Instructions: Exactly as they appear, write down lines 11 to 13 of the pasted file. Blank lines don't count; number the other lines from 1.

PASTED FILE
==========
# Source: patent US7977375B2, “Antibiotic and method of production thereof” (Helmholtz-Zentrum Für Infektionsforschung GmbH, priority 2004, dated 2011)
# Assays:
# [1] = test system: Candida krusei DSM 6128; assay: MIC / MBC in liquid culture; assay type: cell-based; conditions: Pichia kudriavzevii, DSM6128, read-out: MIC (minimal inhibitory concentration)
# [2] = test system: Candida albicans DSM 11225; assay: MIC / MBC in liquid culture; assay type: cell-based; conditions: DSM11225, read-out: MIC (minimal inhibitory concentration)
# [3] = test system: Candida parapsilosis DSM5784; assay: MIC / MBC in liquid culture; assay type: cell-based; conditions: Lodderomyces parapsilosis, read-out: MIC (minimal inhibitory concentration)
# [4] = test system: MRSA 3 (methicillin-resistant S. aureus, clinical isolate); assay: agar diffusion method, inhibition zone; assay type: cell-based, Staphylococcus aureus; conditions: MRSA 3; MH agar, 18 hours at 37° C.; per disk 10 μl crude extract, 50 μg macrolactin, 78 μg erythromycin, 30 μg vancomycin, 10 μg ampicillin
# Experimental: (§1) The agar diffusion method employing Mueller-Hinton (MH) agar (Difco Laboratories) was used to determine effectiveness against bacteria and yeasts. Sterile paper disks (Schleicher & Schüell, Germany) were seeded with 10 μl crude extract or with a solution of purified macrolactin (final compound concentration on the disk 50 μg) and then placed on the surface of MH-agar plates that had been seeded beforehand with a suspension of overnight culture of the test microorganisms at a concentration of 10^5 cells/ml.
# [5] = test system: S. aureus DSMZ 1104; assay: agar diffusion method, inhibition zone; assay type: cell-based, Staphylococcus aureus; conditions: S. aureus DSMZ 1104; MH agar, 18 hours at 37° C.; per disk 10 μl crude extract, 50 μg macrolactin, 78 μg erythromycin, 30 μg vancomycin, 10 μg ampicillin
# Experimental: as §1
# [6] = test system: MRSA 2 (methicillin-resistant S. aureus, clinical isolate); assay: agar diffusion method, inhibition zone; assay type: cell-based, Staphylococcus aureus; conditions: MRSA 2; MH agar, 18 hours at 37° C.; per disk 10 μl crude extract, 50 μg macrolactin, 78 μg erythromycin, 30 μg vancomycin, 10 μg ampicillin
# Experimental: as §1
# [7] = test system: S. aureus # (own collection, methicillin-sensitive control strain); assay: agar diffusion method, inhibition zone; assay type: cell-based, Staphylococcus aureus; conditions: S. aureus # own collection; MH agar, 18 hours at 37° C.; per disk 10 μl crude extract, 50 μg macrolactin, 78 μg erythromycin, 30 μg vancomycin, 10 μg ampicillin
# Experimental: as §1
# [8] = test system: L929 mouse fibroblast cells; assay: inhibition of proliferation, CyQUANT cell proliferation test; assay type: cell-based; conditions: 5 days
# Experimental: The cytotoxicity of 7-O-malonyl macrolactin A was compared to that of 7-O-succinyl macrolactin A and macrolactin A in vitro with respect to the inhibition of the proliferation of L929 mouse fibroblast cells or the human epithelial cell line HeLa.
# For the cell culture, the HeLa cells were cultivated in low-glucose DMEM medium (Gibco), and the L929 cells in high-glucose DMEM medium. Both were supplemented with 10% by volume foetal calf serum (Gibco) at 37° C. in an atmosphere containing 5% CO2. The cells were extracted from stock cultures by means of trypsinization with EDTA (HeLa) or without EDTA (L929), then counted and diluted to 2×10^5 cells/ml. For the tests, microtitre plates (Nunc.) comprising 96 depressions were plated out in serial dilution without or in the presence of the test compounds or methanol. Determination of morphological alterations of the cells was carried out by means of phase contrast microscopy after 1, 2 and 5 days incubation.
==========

# Experimental: as §1
# [7] = test system: S. aureus # (own collection, methicillin-sensitive control strain); assay: agar diffusion method, inhibition zone; assay type: cell-based, Staphylococcus aureus; conditions: S. aureus # own collection; MH agar, 18 hours at 37° C.; per disk 10 μl crude extract, 50 μg macrolactin, 78 μg erythromycin, 30 μg vancomycin, 10 μg ampicillin
# Experimental: as §1